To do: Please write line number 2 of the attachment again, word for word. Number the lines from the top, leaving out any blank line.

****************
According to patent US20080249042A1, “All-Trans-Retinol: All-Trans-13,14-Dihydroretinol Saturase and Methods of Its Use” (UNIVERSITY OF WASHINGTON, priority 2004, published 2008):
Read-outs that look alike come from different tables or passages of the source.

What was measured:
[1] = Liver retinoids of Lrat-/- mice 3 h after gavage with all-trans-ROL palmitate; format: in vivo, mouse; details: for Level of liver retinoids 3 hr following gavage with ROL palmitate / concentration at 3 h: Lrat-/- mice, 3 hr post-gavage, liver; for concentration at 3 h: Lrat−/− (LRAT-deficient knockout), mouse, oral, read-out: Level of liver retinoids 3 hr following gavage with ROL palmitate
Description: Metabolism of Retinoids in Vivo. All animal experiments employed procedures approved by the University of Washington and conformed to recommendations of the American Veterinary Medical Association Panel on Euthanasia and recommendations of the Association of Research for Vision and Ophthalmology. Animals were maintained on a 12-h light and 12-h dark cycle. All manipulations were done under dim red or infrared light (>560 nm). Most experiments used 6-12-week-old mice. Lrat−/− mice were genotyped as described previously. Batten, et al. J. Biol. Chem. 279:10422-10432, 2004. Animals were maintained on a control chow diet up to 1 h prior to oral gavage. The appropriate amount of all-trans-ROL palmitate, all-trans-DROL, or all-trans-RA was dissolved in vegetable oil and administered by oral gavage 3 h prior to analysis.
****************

Read-outs that look alike come from different tables or passages of the source.